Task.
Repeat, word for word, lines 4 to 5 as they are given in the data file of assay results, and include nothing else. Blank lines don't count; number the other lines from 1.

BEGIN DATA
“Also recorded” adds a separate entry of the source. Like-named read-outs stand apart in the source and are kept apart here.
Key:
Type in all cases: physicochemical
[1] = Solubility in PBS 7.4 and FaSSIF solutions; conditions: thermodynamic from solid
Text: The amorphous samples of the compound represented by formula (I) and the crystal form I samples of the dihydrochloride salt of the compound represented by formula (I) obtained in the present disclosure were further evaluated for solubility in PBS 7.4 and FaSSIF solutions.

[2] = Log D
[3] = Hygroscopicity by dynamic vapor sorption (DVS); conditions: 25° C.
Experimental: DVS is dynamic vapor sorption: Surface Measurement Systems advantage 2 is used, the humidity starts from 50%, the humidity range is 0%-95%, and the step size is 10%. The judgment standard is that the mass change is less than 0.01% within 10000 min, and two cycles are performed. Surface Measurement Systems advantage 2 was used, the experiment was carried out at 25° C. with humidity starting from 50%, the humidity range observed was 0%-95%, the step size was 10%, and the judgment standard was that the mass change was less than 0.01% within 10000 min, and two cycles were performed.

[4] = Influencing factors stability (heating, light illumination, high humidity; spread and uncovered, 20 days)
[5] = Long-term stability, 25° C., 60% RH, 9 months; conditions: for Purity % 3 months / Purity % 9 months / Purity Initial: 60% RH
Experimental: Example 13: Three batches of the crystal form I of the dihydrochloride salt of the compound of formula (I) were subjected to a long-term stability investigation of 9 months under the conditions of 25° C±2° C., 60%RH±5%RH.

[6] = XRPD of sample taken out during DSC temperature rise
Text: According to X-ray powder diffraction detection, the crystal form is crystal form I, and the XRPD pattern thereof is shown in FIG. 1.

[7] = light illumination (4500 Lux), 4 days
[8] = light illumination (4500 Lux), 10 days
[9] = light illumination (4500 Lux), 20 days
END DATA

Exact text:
[1] = Solubility in PBS 7.4 and FaSSIF solutions; conditions: thermodynamic from solid
Text: The amorphous samples of the compound represented by formula (I) and the crystal form I samples of the dihydrochloride salt of the compound represented by formula (I) obtained in the present disclosure were further evaluated for solubility in PBS 7.4 and FaSSIF solutions.